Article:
Social distancing isn’t easy, and right now we’re all looking for ways to connect with others. Your kids are probably missing their friends and wishing they could play with them. Maybe you wish you could spend more time with family or friends as well.
Here’s a little out of the box thinking: consider setting up a time to play a board game with someone you’re missing over a video chat. With a little creativity, there are many games you can adapt to play over a video link. It won’t work for every game, but with a little resourcefulness, it’s worth a try to bridge the distance. It’s great outside of quarantine, too – to play with far off friends and relatives, someone stuck in the hospital or recovering, shut in at home or just bored on a rainy day.
When our friends were stationed on the other side of the world, we would schedule a board game double-date whenever we could (it sometimes required an early morning wake up, but it was worth it!). It was a unique way to connect and spend some quality time together!
Grab your favorite video conferencing platform (FaceTime, Zoom, Facebook Messenger video call, Skype, etc) and plan to connect over a game soon. When it’s useful, consider having each household join from two devices: one so you can see each other’s faces and expressions; another (with the sound off) raised up on something high to show the game board.
Here are some ideas to get you started:
Board Games to Play on Video Chat
CHESS, CHECKERS or CONNECT FOUR
Chess and checkers are both classics that people have been playing by correspondence for centuries. If you know the basic notation for moves you could even play via text message or email. If you’re craving face to face contact it would probably be more fun to play over a video platform, though. Connect Four is a little simpler for the younger crowd to follow and may be easier to play with grandparents as well.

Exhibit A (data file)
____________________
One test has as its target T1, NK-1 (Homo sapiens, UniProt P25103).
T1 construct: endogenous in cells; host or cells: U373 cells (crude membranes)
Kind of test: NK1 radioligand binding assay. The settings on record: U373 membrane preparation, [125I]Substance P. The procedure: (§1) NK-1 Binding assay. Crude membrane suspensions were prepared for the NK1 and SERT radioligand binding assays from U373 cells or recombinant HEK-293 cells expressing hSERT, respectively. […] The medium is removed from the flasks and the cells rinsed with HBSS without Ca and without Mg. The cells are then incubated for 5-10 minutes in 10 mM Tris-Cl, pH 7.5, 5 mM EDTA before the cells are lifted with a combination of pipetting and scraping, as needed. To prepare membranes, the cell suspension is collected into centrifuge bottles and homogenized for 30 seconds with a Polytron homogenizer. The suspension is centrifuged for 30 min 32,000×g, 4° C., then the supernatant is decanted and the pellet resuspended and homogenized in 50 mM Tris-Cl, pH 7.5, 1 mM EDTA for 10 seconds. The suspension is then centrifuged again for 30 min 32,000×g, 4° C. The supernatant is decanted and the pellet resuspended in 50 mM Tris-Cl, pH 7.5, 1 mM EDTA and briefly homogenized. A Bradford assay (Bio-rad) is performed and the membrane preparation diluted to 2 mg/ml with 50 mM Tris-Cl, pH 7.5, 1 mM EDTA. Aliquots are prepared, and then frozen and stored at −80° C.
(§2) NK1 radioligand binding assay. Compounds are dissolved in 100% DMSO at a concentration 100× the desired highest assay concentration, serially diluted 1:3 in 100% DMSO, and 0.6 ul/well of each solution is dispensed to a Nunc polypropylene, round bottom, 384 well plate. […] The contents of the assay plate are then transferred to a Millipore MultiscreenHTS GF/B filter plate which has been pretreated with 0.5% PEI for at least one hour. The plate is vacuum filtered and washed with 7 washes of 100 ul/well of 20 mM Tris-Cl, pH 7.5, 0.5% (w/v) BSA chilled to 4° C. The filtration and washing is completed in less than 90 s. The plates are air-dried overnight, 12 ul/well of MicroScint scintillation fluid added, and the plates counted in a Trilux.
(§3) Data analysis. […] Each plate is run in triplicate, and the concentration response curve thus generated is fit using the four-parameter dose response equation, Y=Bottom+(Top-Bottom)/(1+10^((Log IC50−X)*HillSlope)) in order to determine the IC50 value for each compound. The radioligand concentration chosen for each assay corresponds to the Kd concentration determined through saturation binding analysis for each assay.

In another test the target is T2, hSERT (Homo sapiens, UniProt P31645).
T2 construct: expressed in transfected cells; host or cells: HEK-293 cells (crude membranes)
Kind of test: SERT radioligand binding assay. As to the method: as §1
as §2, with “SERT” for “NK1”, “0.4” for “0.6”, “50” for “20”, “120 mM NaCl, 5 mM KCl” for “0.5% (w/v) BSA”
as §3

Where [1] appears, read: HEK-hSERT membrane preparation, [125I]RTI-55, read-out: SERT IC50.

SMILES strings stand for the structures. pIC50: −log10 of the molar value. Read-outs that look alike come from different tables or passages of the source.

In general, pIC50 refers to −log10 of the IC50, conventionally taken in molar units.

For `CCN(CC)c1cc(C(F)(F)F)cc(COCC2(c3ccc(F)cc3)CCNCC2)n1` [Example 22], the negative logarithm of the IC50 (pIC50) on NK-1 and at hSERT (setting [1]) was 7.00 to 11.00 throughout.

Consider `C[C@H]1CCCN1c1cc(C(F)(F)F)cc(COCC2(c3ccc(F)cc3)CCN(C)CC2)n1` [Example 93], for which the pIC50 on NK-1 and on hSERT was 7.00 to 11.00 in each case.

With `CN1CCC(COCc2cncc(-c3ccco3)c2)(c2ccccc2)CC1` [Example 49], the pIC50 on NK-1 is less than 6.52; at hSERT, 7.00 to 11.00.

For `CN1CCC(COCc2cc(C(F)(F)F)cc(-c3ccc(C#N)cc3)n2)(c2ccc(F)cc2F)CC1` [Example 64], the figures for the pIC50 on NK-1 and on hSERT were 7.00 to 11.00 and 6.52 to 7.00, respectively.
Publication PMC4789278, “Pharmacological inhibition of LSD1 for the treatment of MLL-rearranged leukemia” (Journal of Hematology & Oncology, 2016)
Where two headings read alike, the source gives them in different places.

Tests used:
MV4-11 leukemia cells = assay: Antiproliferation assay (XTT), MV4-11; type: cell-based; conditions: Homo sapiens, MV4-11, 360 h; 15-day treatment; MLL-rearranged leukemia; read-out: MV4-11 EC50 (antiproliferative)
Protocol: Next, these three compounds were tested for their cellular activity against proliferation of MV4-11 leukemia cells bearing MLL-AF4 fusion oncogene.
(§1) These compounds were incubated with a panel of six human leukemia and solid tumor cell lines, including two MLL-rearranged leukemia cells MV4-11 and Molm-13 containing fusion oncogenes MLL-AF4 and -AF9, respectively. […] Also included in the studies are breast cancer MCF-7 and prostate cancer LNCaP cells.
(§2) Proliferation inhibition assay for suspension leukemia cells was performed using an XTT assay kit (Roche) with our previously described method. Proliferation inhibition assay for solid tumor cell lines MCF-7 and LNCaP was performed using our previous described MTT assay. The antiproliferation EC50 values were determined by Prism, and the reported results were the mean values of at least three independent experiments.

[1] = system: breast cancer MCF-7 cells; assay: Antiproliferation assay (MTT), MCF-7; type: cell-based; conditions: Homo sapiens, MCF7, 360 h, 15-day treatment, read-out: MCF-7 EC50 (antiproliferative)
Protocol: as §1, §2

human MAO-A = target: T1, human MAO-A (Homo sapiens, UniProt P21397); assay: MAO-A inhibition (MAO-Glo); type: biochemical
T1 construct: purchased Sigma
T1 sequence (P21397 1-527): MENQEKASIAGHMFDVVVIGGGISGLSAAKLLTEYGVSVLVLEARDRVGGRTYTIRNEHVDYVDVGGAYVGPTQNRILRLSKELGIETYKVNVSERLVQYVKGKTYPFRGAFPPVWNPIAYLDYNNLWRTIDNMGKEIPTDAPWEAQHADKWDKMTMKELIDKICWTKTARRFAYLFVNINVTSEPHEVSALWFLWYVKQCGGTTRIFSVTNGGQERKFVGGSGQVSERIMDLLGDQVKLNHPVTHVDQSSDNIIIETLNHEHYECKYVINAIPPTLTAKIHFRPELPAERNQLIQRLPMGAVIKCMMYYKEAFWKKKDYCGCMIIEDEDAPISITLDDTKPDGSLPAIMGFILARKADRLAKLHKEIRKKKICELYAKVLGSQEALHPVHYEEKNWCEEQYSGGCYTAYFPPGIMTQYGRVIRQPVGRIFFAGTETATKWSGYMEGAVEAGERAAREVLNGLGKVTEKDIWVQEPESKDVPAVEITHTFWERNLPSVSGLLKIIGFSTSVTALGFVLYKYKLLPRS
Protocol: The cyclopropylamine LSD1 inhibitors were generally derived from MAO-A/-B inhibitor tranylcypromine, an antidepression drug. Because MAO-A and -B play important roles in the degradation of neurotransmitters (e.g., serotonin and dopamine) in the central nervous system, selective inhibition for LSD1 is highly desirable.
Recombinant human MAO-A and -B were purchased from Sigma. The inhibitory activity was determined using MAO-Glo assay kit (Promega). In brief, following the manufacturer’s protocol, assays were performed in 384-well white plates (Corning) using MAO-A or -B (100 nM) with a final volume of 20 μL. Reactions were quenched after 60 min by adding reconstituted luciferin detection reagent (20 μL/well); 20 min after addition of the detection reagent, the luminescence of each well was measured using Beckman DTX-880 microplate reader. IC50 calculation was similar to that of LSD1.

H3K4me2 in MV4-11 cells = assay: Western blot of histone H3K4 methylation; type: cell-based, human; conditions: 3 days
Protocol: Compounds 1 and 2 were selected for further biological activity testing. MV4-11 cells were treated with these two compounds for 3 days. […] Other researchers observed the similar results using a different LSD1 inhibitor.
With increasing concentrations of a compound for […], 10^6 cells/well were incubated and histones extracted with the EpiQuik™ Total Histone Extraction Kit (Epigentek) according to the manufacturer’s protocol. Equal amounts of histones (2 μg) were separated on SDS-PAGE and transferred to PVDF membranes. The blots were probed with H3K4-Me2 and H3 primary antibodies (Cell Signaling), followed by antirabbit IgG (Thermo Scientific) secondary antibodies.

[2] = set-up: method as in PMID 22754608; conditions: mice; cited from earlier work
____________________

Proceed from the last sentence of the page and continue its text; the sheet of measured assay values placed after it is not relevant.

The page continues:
Number of players: 2
Requirements: Phone, email or video conferencing platform. Only one player needs a board. If you’d prefer, both players can use a board if they carefully mirror each other’s moves.
Tips: Make sure your camera is clearly positioned over the board so that your opponent can describe where to move his/her pieces.
You normally play Battleship sitting across the table from your opponent without touching each other’s pieces, even if you are playing in the same room. There should be no change in the experience over video conference.
Number of players: 2
Requirements: Video conferencing platform. Each player needs the Battleship game (or a printer to print this Battleship game Board – send one to your friend in the mail in advance if they don’t have printer access!)
Tips: Be sure to communicate clearly.
Guess Who works great for smaller players. Similar to Battleship, the game is always played without seeing your opponent’s board, so it’s not too hard to play across any distance. There are a number of Guess Who board versions, so having the same version is key.
Number of players: 2
Requirements: Video conferencing platform. Each player needs the same version of the game.
Tips: Position your camera so that your opponent cannot see your game board, just as you would when playing in person.
TABOO or MAD GAB
Taboo and Mad Gab are both games all about talking and listening. If your audio feed is good, playing over video chat probably wouldn’t be that different of an experience from playing in the same room.
Minimum number of players: 4
Requirements: Phone or video conferencing platform. Only one player needs the game.
Tips: Choose teams carefully so that you have partners on the other side of the screen (they will not be able to see your cards that way). For Taboo, this is necessary so someone in your household can hit the buzzer if you use one of the taboo words in your description.